It was The Queen’s Birthday this past weekend, which meant that Thailand had a stat holiday on Monday. In Thailand, not only is The Queen’s Birthday a holiday, it serves as Mother’s Day for the entire country. Now that is royalty with real power! In case anyone forgot that it was The Queen’s Birthday, there were displays along all the major roads, and, more importantly, in all the malls to remind them.
Most of the new teachers decided to celebrate the three-day weekend by travelling to Ayutthaya, the site of Thailand’s historic royal city. 16 of us crammed into a mini-van with seating that will forever after make economy class feel spacious to me. Every time we clambered out of the mini-van, I could hear most of the teachers counting us off – they just can’t help it. Herding adults is infinitely worse than herding students – you can at least threaten students with detention, and I’d bet money that they have better impulse control when confronted with food carts.
Ayutthaya was an intriguing place to visit. We learned about it in Thai Culture Class, and it was great to see it in the flesh. At our first stop, Wat Phra Mahathat, Todd and I decided to enhance our historical experience by renting an audio tour that came with two headsets. This lasted for about 5 minutes, after which I gave up on the history and meandered off by myself. I prefer to absorb information via osmosis. This tends to leave me with fewer facts but fonder memories.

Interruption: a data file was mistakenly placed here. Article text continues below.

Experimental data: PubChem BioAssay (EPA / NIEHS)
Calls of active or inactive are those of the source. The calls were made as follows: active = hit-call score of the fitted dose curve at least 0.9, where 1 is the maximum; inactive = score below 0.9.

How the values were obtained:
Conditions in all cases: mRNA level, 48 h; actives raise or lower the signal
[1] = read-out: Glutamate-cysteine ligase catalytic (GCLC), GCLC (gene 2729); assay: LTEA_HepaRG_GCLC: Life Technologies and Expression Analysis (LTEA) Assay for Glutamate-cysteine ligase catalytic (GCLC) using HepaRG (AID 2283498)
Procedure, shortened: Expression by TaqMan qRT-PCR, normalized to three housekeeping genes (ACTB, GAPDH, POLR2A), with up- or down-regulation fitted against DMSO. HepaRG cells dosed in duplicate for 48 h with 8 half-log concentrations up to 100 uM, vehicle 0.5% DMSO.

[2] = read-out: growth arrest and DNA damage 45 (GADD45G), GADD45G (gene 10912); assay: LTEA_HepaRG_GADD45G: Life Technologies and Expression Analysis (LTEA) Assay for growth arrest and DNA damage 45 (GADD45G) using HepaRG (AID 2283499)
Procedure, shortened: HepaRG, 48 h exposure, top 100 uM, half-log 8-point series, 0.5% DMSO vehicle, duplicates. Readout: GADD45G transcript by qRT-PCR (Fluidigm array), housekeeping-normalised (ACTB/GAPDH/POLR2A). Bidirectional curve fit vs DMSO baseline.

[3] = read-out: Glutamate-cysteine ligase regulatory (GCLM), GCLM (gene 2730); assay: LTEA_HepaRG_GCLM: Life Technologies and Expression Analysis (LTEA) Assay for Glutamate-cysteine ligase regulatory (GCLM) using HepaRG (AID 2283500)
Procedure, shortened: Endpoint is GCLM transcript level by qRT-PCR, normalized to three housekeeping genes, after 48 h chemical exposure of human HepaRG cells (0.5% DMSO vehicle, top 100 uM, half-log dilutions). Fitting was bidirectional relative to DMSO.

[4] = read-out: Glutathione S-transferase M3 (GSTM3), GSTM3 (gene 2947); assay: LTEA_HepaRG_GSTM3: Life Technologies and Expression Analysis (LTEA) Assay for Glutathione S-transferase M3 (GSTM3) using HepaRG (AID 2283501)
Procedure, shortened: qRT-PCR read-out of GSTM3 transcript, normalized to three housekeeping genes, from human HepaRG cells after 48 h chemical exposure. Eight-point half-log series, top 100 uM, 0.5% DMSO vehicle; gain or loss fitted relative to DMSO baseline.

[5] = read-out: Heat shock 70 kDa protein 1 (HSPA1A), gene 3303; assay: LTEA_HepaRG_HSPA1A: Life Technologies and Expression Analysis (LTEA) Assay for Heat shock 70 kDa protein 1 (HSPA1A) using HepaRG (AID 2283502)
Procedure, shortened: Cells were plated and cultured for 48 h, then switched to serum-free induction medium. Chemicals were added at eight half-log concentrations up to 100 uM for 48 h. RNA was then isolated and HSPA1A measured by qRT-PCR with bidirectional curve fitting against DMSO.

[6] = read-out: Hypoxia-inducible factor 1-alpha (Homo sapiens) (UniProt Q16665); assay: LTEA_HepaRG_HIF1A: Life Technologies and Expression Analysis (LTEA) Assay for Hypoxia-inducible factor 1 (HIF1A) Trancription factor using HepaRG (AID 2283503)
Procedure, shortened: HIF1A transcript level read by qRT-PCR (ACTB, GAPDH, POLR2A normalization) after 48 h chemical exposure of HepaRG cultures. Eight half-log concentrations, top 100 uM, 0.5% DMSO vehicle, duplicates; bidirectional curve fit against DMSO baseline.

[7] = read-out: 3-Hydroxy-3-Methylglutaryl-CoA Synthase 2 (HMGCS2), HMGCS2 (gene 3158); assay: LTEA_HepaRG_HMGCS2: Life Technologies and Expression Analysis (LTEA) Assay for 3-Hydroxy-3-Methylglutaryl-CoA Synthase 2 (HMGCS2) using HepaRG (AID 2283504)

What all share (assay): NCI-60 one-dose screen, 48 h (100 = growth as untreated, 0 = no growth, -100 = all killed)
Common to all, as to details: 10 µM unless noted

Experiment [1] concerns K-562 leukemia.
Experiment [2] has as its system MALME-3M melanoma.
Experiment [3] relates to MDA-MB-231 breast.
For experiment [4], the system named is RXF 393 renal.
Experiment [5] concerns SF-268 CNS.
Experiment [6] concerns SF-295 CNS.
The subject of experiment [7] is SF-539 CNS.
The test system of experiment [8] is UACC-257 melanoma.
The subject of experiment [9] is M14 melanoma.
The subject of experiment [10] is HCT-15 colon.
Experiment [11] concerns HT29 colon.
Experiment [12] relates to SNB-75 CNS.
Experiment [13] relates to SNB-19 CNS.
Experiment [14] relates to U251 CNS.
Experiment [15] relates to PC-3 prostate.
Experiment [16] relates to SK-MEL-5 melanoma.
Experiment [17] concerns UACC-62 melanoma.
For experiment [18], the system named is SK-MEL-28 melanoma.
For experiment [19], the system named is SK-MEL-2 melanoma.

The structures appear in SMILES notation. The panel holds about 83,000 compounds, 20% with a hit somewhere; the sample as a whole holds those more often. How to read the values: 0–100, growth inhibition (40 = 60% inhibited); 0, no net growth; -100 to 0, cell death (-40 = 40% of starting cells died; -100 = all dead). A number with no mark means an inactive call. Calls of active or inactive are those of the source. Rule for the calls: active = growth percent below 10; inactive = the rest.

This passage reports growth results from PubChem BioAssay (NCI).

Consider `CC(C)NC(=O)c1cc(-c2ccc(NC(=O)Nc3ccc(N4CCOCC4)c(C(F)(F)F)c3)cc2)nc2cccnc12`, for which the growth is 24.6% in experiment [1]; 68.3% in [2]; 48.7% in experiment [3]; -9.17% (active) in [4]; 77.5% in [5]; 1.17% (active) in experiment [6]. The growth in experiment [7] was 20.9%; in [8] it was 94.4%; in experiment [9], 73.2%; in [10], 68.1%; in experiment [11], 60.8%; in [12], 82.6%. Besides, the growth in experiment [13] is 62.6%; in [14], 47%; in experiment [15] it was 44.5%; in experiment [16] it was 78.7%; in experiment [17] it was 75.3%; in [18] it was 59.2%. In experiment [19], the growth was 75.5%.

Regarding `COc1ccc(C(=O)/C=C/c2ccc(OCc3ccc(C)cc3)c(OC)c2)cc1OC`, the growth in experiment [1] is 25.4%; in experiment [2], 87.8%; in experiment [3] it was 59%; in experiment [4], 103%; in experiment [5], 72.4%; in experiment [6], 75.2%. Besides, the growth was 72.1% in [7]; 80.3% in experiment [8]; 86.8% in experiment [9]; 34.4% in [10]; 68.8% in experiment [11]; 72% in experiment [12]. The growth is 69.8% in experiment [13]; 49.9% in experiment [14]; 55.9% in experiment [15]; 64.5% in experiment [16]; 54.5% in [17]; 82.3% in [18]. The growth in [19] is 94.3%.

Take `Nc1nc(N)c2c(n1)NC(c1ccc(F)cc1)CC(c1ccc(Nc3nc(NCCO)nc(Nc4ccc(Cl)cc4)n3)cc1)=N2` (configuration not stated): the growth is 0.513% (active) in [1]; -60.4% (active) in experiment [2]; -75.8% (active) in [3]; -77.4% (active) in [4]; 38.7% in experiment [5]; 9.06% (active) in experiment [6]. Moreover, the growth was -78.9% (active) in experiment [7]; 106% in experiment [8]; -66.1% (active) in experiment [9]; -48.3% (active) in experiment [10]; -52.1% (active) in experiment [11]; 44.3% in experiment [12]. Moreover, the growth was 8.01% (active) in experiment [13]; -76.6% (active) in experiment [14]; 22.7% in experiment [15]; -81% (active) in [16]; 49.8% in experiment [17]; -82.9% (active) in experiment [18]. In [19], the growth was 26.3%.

We wandered around the first site for a while, and admired the ruins. If I remember correctly, the Burmese invaded Ayutthaya in the 1700s, and sacked the joint. Check Wikipedia if you want more facts.
After lunch we visited Viharn Phra Mongkol Bopit, a temple that houses a massive bronze Buddha.
Nearby were the partially restored ruins of another temple complex called Wat Phra Si Sanphet. In my wanderings, I somehow missed the ruins, and found myself in the opposite corner of the large complex. I was confused, as there didn’t seem to be anything of archaeological interest going on, although the bathrooms were extremely clean. While I was gone Todd found himself a much nicer friend than me, and spent the rest of the tour congenially conjoined.Our final stop of the day was the reclining Buddha. The government of Thailand allegedly draped him in a saffron robe to represent wisdom, thus creating a national mystery about what exactly is hidden under his robe. I tried to convince Todd to crawl under his robe and reveal said mystery, but he refused. After visiting three sites, the educators couldn’t handle any more education, and we crawled back into the bus. This time, my seat was without both legroom and headroom, so I pulled out my best not-so-secret talent, and scrunched myself into a pretzel in the back row. The Queen beamed benevolently at us from multiple highway shrines as the bus crawled back to the Big B.